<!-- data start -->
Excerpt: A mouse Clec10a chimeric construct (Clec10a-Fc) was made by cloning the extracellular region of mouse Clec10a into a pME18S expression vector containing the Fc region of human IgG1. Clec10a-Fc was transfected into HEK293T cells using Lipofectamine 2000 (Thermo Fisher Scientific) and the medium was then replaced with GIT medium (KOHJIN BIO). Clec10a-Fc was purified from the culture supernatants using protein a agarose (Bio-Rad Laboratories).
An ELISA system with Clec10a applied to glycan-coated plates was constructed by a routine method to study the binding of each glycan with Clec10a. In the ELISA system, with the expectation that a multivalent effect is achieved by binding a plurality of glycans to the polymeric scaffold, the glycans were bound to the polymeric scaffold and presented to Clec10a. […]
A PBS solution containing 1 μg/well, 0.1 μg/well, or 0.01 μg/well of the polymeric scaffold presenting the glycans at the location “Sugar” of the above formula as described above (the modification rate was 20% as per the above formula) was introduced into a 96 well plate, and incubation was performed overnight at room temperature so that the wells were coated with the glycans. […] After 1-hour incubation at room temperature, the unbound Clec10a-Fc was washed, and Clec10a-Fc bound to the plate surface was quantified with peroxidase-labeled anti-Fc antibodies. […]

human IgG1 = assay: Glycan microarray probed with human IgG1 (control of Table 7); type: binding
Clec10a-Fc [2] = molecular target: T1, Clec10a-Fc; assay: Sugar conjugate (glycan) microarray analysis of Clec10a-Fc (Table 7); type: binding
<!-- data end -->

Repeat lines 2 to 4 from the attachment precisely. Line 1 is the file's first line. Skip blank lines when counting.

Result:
An ELISA system with Clec10a applied to glycan-coated plates was constructed by a routine method to study the binding of each glycan with Clec10a. In the ELISA system, with the expectation that a multivalent effect is achieved by binding a plurality of glycans to the polymeric scaffold, the glycans were bound to the polymeric scaffold and presented to Clec10a. […]
A PBS solution containing 1 μg/well, 0.1 μg/well, or 0.01 μg/well of the polymeric scaffold presenting the glycans at the location “Sugar” of the above formula as described above (the modification rate was 20% as per the above formula) was introduced into a 96 well plate, and incubation was performed overnight at room temperature so that the wells were coated with the glycans. […] After 1-hour incubation at room temperature, the unbound Clec10a-Fc was washed, and Clec10a-Fc bound to the plate surface was quantified with peroxidase-labeled anti-Fc antibodies. […]

human IgG1 = assay: Glycan microarray probed with human IgG1 (control of Table 7); type: binding